The U.S. military is the region’s main employer. About 400 German residents now work on base, down from the roughly 2,800 employed by the military in the 1950s, according to Mai. Businesses and landlords also lean on Americans to supplement their income.
“The lights would go off in town” if the Americans left, said Bernd Alsfasser, the district mayor.
Alsfasser was among those invited on post earlier this month to celebrate 70 years of Americans in Baumholder, an anniversary marked a year late because of pandemic restrictions.
“Throughout those 70 years, the city of Baumholder has hosted us, sponsored us, made us feel at home,” Col. Angel Estrada, the 16th Sustainment Brigade commander and the senior military commander on post, said at the event.
“The future is bright,” Estrada added. “Based on the Army’s plan … for at least the next decade, Baumholder will grow.”
Uncle Sam means business
About 9,000 Americans, including families and civilians, are assigned to Baumholder. But the pandemic and the no-uniform policy off base, which has since been lifted, was tough on businesses.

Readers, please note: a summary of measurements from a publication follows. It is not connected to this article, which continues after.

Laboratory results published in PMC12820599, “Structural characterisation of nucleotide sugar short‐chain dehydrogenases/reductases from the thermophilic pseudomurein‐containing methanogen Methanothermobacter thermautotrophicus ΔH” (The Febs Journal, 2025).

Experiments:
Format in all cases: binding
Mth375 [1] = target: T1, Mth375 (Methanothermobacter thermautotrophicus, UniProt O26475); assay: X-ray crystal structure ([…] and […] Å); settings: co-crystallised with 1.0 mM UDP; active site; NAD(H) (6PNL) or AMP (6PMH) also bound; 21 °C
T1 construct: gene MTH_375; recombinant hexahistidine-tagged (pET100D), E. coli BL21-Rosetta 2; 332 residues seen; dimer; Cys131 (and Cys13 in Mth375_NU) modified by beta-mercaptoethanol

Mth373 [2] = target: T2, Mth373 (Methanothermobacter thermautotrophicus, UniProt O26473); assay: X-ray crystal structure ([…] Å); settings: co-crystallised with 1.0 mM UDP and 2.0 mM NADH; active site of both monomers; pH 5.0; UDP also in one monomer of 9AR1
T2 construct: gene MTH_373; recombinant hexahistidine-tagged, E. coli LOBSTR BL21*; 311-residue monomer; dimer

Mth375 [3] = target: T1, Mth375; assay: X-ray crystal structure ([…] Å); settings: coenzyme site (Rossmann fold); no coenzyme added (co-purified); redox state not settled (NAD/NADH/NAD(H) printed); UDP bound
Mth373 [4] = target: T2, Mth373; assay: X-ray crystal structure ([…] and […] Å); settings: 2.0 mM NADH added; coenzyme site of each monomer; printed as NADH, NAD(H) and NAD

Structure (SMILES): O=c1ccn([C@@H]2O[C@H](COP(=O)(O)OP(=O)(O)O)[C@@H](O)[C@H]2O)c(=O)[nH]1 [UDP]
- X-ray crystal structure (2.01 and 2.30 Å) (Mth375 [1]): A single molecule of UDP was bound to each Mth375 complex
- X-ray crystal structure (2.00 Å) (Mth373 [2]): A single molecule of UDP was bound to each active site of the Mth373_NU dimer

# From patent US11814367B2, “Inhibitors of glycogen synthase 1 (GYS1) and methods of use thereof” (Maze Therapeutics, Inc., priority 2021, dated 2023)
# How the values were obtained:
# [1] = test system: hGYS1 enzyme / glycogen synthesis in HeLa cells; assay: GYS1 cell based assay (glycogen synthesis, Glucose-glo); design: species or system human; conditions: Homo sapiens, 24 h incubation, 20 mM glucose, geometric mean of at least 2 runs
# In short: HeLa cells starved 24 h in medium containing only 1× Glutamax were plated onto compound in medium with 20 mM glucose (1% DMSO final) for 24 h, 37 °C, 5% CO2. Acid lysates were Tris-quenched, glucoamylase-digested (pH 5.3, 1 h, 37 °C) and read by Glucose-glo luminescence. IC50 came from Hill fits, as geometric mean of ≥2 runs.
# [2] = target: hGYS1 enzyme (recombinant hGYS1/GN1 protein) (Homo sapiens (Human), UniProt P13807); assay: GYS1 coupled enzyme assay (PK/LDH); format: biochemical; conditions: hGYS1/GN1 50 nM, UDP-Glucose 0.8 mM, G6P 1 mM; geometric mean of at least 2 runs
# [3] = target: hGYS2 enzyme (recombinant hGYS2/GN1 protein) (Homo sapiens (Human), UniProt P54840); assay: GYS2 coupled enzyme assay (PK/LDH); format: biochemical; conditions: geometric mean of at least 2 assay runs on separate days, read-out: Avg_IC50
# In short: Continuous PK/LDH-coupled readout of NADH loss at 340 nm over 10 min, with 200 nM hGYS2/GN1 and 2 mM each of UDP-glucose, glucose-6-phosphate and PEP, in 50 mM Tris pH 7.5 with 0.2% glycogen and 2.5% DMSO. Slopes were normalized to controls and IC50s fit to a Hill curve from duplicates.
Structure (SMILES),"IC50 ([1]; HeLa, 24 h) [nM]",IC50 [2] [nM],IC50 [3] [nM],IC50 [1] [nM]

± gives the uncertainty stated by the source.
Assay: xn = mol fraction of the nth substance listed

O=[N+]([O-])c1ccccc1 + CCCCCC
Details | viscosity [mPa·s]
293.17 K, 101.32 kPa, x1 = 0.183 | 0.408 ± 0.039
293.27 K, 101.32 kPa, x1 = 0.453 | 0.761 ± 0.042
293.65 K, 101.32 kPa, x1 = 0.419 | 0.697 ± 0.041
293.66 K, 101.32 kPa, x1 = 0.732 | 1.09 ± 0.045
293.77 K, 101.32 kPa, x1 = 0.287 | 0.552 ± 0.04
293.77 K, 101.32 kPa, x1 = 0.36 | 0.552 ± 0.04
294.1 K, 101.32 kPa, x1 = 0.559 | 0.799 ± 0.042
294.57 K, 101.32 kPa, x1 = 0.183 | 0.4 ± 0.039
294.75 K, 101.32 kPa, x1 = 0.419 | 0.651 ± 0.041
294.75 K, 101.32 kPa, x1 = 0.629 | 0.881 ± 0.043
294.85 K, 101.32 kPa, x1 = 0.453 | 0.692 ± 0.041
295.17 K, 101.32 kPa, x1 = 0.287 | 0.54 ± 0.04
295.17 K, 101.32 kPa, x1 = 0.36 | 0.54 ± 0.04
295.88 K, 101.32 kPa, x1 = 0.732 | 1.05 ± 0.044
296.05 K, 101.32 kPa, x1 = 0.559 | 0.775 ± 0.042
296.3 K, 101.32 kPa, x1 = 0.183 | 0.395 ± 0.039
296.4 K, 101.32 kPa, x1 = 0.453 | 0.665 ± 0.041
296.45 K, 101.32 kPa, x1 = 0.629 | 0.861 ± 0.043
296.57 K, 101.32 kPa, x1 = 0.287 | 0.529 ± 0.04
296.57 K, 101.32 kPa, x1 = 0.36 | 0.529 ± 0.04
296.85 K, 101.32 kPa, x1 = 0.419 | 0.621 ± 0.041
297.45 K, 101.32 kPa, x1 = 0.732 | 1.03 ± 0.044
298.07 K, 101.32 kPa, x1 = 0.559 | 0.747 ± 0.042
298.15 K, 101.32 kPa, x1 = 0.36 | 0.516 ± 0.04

On a recent workday, Ulrich Jung was cutting hair at his salon, Jung Friseure, which his grandfather started in 1937 and is within walking distance of the post. Customers are starting to return, he said, including Americans.
He counts Defense Department teachers on base among his most loyal customers.
Maintaining the U.S. military outpost at Baumholder “is important for the whole region,” said Jung, whose father, Guenther, is the city mayor. “We have nothing else. We don’t have big firms here.”
Down the street, Otti Walter stood ready to greet customers just inside the longtime family shoe business he runs with his wife, Helga.
Online shoe sales have hurt business, and there just are not as many Americans shopping in Baumholder, he said. But the base is still the lifeblood of the community.
“There is no industry here except the American camp, so that’s everything,” he said.
It’s been like that for as long as Walter can remember.
When Walter was a boy and the Americans arrived, “they said the Americans were going to be here for 10 years,” he said, noting that he’s now 85 and a great-grandfather.
Alluding to the war in Ukraine, he said he doesn’t think the Americans are going to be on their way out anytime soon.
“Right now, it doesn’t seem to be the right time for them to leave, if you look to the east,” he said.
Stars and Stripes reporter Alexander Riedel contributed to this report.